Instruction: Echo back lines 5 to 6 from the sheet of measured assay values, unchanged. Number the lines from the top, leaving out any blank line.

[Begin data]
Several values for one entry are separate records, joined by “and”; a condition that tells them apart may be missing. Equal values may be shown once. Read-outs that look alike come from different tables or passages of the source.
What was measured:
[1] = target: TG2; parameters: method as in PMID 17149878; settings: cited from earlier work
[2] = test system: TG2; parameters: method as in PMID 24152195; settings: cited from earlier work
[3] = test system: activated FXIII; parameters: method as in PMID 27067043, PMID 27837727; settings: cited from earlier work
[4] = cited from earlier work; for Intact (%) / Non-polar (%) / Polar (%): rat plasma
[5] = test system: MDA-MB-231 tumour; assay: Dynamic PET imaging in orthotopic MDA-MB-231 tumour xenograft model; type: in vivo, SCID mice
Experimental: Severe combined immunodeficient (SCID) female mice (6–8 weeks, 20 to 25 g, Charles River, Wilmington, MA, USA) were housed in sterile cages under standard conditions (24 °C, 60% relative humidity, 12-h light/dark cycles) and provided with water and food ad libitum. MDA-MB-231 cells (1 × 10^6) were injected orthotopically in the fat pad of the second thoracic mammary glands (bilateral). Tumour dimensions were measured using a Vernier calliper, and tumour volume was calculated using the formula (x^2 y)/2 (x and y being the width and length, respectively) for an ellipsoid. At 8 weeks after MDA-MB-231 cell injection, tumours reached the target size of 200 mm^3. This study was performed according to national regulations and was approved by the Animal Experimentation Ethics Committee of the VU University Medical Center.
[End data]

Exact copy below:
[3] = test system: activated FXIII; parameters: method as in PMID 27067043, PMID 27837727; settings: cited from earlier work
[4] = cited from earlier work; for Intact (%) / Non-polar (%) / Polar (%): rat plasma